Date of Award
Master of Public Health (MPH)
Richard Rothenberg MD, MPH
Michelle Weinberg MD, MPH
INTRODUCTION: According to The World Health Organization, malnutrition refers to deficiencies, excesses, or imbalances in an individual’s nutrient intake. Refugees are at a higher risk for all forms of malnutrition. According to the WHO, report on global burden of malnutrition, in 2019 the rates of malnutrition included 21.3% of stunting, 6.9% of wasting and 5.6% of overweight in children under 5 globally.
AIM: To describe the nutritional status and anthropometric data quality of US-bound refugee children arriving from the top 10 processing countries. Recommendations to overseas partners may be made to improve anthropometric data quality thus improving prevalence estimates.
METHODS: We used data from the CDC’s Electronic Disease Notification (EDN) System. The study population includes all refugees from the top ten processing countries that arrived in the U.S. during fiscal year 2019. The refugees included in this analysis are <18 years old. The mean z-scores and estimated prevalence of acute and chronic malnutrition were calculated per country in this analysis. Data quality was assessed through the assessment of number of missing data, percentage of flagged data, digit preference score and standard deviation.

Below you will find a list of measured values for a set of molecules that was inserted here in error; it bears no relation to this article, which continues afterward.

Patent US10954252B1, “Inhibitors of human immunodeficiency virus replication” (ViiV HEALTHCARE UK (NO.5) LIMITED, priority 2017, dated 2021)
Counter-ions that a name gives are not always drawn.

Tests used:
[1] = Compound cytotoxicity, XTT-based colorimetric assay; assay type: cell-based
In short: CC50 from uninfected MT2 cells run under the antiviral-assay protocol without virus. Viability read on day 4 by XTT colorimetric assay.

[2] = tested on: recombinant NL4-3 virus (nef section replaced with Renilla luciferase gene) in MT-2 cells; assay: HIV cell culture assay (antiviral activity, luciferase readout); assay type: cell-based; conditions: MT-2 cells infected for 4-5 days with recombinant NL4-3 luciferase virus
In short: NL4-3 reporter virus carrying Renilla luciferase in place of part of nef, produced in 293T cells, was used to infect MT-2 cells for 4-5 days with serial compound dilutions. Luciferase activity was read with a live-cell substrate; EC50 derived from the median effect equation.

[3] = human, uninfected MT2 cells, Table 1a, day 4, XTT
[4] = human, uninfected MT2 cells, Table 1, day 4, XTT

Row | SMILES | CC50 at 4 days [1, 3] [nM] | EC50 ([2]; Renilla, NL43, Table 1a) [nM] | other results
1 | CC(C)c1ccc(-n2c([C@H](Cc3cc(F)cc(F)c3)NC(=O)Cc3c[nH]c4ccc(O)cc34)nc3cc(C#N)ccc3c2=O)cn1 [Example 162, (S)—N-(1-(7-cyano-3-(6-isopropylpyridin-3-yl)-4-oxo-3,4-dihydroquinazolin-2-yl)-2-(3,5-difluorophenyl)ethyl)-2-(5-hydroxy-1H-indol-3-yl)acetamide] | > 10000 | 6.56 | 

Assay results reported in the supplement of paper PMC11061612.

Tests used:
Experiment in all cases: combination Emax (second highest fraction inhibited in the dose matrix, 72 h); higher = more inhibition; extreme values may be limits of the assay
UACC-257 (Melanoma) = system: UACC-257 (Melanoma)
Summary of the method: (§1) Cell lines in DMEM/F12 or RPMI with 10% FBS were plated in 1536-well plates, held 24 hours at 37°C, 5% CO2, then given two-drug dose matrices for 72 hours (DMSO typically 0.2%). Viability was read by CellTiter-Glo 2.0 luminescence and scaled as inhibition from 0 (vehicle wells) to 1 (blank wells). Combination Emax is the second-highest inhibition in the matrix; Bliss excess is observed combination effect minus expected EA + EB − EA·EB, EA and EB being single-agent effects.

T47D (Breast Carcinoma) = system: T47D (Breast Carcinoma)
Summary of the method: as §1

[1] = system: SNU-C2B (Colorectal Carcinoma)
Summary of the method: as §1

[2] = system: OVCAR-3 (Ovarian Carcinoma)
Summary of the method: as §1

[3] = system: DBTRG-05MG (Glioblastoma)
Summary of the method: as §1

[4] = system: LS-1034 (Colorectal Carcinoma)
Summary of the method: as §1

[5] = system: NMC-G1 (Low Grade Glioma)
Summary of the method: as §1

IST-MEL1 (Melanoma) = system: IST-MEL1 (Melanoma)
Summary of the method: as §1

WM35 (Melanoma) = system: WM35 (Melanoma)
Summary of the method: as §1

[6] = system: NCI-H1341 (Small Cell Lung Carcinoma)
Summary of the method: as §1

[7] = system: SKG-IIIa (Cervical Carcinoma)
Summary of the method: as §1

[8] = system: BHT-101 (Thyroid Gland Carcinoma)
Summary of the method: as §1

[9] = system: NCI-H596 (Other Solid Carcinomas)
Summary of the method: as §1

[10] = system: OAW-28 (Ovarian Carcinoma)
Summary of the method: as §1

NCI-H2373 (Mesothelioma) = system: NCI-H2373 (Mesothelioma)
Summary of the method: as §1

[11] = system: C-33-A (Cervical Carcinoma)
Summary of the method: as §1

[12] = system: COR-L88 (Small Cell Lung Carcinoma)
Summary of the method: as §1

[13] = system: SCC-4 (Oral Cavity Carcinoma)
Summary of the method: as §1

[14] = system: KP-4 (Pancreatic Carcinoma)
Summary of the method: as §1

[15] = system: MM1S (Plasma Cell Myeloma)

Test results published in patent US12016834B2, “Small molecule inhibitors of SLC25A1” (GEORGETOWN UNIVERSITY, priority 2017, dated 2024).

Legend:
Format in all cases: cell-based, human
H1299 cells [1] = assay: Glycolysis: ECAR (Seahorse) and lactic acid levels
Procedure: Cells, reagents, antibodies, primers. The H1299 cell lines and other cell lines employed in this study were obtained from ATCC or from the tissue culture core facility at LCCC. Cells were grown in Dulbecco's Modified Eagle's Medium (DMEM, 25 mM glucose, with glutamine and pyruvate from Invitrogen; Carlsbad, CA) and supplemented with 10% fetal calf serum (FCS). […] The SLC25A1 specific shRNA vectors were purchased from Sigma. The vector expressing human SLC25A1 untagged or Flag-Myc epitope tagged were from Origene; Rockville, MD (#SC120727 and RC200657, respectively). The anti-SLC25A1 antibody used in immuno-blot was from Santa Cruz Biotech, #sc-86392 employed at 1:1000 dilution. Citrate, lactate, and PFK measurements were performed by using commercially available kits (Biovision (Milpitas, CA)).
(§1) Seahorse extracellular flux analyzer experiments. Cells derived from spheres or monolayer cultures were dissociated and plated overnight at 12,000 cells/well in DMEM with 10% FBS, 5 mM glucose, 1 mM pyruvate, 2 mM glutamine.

RESULTS: Overall, the majority of refugees were Congolese (54.2%) and Burmese (18.2%). The percentage of missing data and biologically implausible values were low, yet standard deviations were high in some countries. Prevalence estimates for wasting and stunting were generally considered medium risk according to WHO thresholds.
DISCUSSION: Findings revealed areas where data quality can be improved through intervention with trainings. Further studies over longer periods of time and stratified by refugee setting (camp vs urban) can provide the program with a better understanding of malnutrition in US-bound refugees.
Hailu, Kibrten, "Nutritional Status and Anthropometric Data Quality of US-bound Refugees, October 2018- September 2019." Thesis, Georgia State University, 2021.
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